Grammar Phrases Idioms And Cliche 2022-05-29 00:00

Daily Grind: Definition and Meaning

daily grind meaning title

The daily grind is an idiom that refers to your day-to-day routine. Despite sounding modern, it’s a much older phrase than you probably realize!

Let’s take a look at what the term daily grind means, where it comes from, and how to use it.

  1. Daily Grind Definition
  2. Daily Grind Meaning
  3. Origin of the Daily Grind
  4. Examples of the Daily Grind in Sentences

Daily Grind Definition

The “daily grind” means an everyday routine. It refers to something that occurs so frequently that it has become mundane and monotonous.

Usually, the term daily grind refers to a job, often boring, outside of the home. But it can refer to any daily work or routine.

Daily grind definition

Synonyms for the daily grind include “nine to five” or just “the grind.”

Common idioms like daily grind often become clichés. Clichés are overused phrases which make your writing sound trite.

You can use ProWritingAid’s Clichés Report to find boring and worn-out phrases in your writing.

Then you can come up with new ways to express the same ideas and freshen up your written communication.

Daily Grind Meaning

People often use the term daily grind in a negative tone. It’s a way to talk about a daily routine or job that is not fulfilling.

It’s used to express boredom with a person’s day-to-day life. When someone uses this phrase, they are saying, “what I do every day is just a way to make money.”

If someone talks about the daily grind, they probably have a routine that is the same every day. They likely do not have an exciting career.

The daily grind doesn’t have to refer to a job outside of the home, however. It can refer to any repetitive task or boring routine.

For instance, many homemakers can experience the daily grind involved in keeping their families healthy and happy without a traditional paying job.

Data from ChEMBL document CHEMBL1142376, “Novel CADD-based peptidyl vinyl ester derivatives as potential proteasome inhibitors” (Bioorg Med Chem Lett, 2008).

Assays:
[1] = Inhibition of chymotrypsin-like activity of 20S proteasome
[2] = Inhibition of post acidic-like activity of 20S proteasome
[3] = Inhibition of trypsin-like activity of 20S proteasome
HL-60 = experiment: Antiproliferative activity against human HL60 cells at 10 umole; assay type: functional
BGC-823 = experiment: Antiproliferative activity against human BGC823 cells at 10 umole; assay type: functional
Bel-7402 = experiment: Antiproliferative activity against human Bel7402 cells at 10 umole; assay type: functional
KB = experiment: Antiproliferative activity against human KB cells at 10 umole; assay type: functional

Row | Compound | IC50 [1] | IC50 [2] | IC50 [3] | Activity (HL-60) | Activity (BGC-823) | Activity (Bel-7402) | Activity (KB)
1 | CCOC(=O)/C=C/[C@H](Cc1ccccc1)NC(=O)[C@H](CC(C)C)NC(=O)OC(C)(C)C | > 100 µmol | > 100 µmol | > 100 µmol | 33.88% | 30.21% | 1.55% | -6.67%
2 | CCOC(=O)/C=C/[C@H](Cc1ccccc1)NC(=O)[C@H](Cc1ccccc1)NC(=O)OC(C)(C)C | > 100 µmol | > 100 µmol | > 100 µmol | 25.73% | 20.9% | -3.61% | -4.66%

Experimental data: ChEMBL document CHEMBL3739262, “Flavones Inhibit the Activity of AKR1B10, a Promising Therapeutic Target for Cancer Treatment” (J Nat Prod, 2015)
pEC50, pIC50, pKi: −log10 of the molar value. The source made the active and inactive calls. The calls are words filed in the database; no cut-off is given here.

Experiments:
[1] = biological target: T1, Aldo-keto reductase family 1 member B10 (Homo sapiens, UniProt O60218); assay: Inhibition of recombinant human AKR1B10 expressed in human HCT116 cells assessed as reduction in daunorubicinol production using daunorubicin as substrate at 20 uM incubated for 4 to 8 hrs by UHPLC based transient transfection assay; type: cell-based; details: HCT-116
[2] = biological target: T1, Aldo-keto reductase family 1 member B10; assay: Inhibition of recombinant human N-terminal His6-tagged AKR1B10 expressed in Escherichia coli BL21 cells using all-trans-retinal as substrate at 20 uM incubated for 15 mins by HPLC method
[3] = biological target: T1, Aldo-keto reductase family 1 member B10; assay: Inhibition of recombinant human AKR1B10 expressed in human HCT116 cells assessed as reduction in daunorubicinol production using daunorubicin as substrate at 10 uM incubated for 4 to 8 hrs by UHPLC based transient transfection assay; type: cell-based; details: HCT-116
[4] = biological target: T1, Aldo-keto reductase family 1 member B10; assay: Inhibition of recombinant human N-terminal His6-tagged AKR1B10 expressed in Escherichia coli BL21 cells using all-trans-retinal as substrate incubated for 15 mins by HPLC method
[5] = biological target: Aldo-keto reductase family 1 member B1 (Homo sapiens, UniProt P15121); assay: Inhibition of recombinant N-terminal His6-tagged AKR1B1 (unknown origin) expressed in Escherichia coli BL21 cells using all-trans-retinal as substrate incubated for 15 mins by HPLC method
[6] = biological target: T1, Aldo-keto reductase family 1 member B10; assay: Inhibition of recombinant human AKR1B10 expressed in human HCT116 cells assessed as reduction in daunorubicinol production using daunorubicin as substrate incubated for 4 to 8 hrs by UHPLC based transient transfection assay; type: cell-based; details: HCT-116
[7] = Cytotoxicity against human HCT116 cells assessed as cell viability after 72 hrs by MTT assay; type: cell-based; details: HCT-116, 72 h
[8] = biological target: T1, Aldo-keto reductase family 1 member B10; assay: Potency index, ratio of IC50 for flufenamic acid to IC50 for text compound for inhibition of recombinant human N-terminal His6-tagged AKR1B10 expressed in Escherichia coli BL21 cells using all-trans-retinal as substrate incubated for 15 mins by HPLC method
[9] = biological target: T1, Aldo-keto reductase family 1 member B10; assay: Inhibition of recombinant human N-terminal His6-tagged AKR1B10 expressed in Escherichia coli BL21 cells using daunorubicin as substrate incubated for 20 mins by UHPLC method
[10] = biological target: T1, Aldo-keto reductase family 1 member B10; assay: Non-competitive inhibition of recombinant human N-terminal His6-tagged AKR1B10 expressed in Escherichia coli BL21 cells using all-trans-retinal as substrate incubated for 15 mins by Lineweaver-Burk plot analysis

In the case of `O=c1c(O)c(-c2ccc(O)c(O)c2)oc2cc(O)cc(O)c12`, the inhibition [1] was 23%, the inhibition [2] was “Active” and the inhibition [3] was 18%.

Here are some examples of how to use the phrase:

  • I don’t want to get back to the daily grind after vacation.
  • The daily grind is killing me; I want a job with more freedom.

Origin of the Daily Grind

The daily grind might sound like a modern phrase, but it’s actually well over a century old!

This phrase first appeared in The Illustrated London News in the mid-1800s.

There’s an etymological folk tale about the phrase referring to flour-grinding mills, but that’s not actually true.

The word “grind” was used metaphorically for a few hundred years before the phrase “the daily grind” appeared.

The word “grind” has meant to oppress or metaphorically wear down someone since the 17th century.

By the 18th century, it specifically referred to wearing someone down with boredom or repetitive tasks.

Many jobs in the Industrial Revolution were very repetitive. Factory workers often did the same task over and over for twelve or more hours a day.

It makes sense that the phrase “daily grind” would become synonymous with the workday during the late 1700s to mid-1800s.

And the idiom is still common today. While most of us might not be cranking the same lever at a factory, we can all relate to the mundane parts of day-to-day life.

Examples of the Daily Grind in Sentences

Let’s take a look at some real-world examples of “the daily grind” used in sentences.

“Attitude is also how you handle the daily grind, the constant two steps forward and two steps back.”—American financier Linda Bradford Raschke

“Here’s an irony about school: The daily grind of tests, homework, and pressures sometimes blunts rather than stimulates a thirst for knowledge.”—children’s author Jerry Spinelli

“I am of certain convinced that the greatest heroes are those who do their duty in the daily grind of domestic affairs whilst the world whirls as a maddening dreidel.”—nurse and social reformer Florence Nightingale

Florence Nightingale discussing the daily grind

“Perhaps the ideal life is that of the week-end artist, who preserves the integrity of his own aesthetic ideals because of his economic independence... If his daily grind is hateful he has his weekly solace in art.”—painter Walter J. Phillips

From Florence Nightingale to modern American finance, the term daily grind remains a common idiom in the English language.

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